Should you be interested in trying out slugging, we have provided a step-by-step procedure below.
Step 1: Thoroughly Clean Your Facial Skin
As you now know, the point of slugging is to seal your entire skincare routine while you sleep. Therefore, it is in your best interest to first get rid of things like make-up, sunscreen, and possible dirt your face may have gathered throughout the day. Trapping all this grime within your skin overnight can lead to devastating breakouts.
Step 2: Go Big On Humectants (Moisture Retaining Agents)
It is important to note that occlusive moisturizers can only prevent water loss but cannot infuse said water into the skin. You want to get the moisture in your skin first before preventing it from seeping out. Include in your routine, agents such as hyaluronic acid and glycerin which are known to attract water molecules. Do it on damp skin.
Step 3: Apply Moisturizer
Slugging does not alter your nighttime routine in any way. It is merely an addition – the last step – to your routine. That said, perform all steps as usual and then massage your skin with your preferred slugging product.
Step 4: Application of Occlusive
Take your preferred occlusive and rub it onto your palms so that it melts with the warmth of your hands. Gently massage it into your face and give it a few minutes to set before retiring to bed.
Slugging with Acne: Is It A Fool’s Errand?
Any product with a greasy feel attracts hesitation due to the possibility of clogging pores. So, let’s take a look at the most popular slugging product, Vaseline. While the fear of clogging pores is legitimate, Vaseline’s molecules are much larger than the average pore; therefore, they can’t fit. It is thus not reasonable to claim that slugging may cause acne to someone who has naturally dry skin.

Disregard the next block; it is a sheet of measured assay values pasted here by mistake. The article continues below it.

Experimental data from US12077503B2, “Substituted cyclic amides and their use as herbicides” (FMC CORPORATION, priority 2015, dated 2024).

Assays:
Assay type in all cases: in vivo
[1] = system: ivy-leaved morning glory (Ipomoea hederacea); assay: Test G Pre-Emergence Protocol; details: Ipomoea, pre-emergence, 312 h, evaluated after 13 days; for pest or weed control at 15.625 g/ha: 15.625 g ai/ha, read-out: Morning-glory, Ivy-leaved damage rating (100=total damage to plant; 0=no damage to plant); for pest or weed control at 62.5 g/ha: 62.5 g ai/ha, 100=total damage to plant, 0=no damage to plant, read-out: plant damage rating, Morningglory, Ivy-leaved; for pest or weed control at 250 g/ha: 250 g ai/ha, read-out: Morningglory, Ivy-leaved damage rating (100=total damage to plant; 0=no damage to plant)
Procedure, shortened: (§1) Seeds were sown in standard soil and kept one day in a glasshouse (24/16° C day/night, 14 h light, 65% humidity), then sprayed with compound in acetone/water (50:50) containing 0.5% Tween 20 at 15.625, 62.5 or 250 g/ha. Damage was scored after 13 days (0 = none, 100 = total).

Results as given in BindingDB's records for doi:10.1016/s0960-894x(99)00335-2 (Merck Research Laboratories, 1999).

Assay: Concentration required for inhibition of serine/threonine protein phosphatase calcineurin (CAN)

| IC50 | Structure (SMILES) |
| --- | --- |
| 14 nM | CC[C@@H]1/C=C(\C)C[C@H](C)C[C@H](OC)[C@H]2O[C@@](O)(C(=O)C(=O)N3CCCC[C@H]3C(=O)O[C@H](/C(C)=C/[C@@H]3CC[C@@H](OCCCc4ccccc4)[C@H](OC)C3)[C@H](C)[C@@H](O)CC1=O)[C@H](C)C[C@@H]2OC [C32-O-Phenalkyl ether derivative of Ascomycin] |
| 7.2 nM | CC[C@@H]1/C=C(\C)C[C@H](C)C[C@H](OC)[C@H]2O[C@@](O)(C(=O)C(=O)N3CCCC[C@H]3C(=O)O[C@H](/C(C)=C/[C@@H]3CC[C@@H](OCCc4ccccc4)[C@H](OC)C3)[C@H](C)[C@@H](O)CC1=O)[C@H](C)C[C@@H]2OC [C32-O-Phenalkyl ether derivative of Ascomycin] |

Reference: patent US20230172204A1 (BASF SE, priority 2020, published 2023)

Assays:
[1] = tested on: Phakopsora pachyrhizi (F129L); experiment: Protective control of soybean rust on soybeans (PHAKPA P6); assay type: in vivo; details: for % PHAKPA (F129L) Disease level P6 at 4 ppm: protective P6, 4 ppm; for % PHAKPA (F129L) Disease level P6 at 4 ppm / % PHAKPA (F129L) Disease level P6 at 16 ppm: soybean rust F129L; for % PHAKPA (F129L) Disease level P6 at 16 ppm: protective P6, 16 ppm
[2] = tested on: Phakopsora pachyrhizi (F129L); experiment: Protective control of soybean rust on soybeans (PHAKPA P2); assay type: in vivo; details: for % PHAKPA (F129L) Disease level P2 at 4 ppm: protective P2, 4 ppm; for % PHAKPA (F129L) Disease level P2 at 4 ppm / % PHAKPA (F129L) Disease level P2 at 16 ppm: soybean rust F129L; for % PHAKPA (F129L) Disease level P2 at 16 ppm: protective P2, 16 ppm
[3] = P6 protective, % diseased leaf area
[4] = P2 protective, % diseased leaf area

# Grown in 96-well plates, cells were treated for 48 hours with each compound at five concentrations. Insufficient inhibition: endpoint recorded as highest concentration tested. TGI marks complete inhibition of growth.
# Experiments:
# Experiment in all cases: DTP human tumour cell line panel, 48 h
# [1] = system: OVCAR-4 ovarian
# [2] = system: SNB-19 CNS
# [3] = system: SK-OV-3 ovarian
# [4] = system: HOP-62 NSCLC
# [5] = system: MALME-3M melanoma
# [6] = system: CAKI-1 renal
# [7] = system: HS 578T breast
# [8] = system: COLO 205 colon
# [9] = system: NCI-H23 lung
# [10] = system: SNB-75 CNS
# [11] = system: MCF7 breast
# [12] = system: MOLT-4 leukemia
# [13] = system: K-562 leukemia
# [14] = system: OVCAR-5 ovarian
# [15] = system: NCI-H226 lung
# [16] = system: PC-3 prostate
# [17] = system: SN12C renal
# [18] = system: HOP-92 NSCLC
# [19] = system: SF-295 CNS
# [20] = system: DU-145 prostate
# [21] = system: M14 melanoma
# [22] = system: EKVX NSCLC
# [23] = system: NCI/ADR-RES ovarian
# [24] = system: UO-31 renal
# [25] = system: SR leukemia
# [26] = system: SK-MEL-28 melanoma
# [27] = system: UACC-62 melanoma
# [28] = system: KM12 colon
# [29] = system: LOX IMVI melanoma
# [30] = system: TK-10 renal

On the other hand, some experts advise against slugging for those who have acne-prone skin. In an interview with Cosmopolitan, Dr. Adarsh Mudgil, MD, licensed dermatologist and founder of Mudgil Dermatology, explained that the occlusive nature of Vaseline traps skin oils in effect irritating the hair follicle. This can trigger acne. The most crucial thing to do before slugging is figuring out your skin type and whether or not you are prone to acne.
[i] Jesa Marie Calaor, Cosmopolitan (June 2016): “What Is My Skin Barrier and Why Does It Matter?” Retrieved from https://www.cosmopolitan.com/style-beauty/beauty/a36685356/what-is-skin-barrier/
[ii] Editorial Staff, the American Academy of Dermatology Association (Updated 2021): “HOW TO TREAT ECZEMA IN BABIES”. Retrieved from https://www.aad.org/public/diseases/eczema/childhood/treating/treat-babies
[iii] M. Margaret Pratt, et.al., Carcinogen-DNA Interactions Section, National Cancer Institute (2011): “Polycyclic Aromatic Hydrocarbon (PAH) Exposure and DNA Adduct Semi-Quantitation in Archived Human Tissues”. Retrieved from https://www.mdpi.com/1660-4601/8/7/2675
[iv] Kenneth R. Feingold and Peter M. Elias, Metabolism Section, Medicine Service, and Dermatology Service, Department of Veterans Affairs Medical Center, University of California San Francisco (2013): “Role of lipids in the formation and maintenance of the cutaneous permeability barrier”. Retrieved from https://pubmed.ncbi.nlm.nih.gov/24262790/